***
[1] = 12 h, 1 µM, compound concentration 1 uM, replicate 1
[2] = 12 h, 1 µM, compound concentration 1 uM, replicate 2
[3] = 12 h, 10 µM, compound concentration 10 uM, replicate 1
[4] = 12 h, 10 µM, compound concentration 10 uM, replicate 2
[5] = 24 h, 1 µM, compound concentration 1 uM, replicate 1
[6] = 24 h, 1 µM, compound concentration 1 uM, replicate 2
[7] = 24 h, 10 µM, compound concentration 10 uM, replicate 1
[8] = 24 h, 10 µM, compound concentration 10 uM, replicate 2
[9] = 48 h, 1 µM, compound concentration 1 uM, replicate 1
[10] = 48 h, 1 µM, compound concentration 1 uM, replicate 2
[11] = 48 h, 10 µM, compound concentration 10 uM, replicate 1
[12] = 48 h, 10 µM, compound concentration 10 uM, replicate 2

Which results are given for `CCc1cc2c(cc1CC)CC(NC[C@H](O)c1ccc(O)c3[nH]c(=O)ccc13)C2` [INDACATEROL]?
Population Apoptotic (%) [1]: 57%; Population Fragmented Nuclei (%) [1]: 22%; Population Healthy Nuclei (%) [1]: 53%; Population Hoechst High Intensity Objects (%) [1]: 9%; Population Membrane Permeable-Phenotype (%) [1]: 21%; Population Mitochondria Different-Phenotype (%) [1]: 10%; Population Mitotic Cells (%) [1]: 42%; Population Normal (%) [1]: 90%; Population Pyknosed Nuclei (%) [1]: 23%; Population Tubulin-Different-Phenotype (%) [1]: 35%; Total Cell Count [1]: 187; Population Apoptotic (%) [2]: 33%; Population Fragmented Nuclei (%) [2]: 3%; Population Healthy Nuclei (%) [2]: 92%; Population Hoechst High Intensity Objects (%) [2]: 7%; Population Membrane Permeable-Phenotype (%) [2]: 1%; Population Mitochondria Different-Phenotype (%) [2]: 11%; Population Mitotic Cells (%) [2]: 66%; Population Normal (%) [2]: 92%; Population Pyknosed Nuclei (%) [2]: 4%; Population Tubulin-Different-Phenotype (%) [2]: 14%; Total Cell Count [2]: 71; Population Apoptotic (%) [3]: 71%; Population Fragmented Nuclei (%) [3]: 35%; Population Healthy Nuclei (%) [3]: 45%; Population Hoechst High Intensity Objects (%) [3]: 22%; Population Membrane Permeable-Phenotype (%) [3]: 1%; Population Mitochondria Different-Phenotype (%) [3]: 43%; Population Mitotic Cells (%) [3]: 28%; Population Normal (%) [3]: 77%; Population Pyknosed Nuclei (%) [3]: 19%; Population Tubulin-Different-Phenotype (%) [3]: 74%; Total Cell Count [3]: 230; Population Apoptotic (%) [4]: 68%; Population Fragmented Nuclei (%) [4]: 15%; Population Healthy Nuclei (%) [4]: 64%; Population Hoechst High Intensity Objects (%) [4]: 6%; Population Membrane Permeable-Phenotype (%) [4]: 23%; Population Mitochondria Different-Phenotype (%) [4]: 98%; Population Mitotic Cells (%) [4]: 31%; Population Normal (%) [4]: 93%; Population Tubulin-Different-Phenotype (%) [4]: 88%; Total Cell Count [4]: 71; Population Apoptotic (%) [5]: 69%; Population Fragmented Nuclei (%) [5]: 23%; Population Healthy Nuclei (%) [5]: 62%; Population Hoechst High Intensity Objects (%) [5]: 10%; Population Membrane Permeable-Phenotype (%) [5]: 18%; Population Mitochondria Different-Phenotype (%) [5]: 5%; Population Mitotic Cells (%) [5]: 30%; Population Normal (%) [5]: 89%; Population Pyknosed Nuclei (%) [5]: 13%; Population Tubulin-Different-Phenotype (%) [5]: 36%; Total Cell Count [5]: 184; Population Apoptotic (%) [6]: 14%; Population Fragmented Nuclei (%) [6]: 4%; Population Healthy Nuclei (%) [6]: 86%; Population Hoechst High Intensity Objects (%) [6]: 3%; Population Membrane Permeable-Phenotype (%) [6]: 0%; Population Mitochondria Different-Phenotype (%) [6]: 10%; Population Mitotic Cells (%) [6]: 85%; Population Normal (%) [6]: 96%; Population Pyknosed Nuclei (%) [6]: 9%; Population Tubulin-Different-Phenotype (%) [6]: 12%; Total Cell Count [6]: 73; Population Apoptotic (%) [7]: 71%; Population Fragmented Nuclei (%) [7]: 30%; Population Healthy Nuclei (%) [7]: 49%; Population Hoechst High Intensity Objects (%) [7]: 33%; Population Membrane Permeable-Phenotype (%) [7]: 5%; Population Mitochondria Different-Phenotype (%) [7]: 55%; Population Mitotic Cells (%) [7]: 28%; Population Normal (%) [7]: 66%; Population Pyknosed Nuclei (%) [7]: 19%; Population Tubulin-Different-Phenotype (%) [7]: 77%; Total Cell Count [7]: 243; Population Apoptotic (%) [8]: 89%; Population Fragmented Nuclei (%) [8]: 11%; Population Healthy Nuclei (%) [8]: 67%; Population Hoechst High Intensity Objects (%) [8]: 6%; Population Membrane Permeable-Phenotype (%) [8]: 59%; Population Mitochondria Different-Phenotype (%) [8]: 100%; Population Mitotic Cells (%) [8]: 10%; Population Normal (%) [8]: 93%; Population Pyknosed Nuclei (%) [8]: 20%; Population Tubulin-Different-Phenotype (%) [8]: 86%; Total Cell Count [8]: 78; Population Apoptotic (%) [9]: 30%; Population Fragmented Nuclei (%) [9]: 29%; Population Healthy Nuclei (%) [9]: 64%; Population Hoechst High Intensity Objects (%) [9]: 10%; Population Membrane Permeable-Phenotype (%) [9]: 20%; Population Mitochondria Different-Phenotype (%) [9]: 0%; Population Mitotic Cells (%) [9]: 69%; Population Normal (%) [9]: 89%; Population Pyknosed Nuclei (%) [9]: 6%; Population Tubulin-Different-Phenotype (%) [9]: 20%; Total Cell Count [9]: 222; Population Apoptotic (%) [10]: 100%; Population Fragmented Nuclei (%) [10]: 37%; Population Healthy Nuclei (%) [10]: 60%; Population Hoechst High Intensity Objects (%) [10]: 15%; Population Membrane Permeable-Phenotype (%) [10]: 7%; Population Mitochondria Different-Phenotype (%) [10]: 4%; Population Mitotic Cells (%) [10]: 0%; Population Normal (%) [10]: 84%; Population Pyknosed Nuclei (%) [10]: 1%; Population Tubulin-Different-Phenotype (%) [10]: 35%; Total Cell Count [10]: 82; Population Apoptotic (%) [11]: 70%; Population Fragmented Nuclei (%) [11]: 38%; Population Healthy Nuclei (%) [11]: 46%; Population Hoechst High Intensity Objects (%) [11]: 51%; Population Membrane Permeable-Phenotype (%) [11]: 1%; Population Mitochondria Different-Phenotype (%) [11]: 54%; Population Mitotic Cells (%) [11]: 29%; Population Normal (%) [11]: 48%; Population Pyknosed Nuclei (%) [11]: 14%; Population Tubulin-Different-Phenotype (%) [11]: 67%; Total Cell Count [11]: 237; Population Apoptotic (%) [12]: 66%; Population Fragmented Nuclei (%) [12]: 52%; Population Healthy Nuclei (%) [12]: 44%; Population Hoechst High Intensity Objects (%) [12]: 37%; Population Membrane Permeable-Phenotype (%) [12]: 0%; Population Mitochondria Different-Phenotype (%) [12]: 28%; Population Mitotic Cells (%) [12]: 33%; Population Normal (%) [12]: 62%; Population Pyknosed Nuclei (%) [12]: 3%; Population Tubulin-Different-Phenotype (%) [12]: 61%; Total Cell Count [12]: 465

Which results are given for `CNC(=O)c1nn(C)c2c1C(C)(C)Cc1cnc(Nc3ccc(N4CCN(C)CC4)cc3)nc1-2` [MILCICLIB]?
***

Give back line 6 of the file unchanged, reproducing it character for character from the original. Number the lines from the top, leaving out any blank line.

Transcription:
[6] = 24 h, 1 µM, compound concentration 1 uM, replicate 2